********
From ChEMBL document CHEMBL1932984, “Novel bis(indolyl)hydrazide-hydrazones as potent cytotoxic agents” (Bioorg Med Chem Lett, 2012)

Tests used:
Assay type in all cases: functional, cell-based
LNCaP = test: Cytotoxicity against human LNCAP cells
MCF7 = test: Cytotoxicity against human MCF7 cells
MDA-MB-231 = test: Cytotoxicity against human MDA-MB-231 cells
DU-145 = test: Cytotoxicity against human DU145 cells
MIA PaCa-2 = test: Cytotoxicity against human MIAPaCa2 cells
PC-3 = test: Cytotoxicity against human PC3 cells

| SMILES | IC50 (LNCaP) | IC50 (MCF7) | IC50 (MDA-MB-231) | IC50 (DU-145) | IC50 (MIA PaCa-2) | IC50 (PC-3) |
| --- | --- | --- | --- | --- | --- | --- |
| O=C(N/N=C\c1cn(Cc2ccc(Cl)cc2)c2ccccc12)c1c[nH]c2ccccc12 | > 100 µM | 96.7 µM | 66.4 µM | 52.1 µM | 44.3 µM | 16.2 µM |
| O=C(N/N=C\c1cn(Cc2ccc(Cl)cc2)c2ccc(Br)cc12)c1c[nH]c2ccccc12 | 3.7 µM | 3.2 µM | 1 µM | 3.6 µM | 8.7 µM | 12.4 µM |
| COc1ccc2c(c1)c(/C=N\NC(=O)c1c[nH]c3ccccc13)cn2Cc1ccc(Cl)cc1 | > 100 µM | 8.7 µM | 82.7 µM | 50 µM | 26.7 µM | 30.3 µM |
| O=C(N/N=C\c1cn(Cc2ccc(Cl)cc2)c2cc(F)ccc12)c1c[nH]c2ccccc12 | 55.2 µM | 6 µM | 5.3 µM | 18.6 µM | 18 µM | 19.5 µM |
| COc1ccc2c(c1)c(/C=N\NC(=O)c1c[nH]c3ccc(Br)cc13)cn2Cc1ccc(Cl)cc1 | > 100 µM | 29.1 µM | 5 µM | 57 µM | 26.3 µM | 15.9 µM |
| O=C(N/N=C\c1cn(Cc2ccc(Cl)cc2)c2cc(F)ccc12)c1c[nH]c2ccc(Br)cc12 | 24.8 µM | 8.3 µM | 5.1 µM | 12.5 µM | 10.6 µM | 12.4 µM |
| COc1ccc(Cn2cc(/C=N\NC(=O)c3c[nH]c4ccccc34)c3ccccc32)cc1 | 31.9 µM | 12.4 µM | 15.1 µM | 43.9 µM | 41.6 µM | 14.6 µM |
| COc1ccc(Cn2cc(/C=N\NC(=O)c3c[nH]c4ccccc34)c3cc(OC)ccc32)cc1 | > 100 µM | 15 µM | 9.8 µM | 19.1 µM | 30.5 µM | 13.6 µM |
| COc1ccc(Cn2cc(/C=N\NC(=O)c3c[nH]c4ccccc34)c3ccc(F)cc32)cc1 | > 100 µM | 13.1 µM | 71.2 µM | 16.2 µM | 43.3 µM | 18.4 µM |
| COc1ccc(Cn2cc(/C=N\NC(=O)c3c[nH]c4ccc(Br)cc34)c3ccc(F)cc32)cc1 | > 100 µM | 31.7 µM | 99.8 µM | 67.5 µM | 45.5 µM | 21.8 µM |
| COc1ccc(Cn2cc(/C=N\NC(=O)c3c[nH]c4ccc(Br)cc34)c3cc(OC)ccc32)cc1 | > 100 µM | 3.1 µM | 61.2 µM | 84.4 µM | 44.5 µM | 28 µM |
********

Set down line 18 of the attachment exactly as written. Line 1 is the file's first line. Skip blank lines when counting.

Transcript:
| COc1ccc(Cn2cc(/C=N\NC(=O)c3c[nH]c4ccccc34)c3ccccc32)cc1 | 31.9 µM | 12.4 µM | 15.1 µM | 43.9 µM | 41.6 µM | 14.6 µM |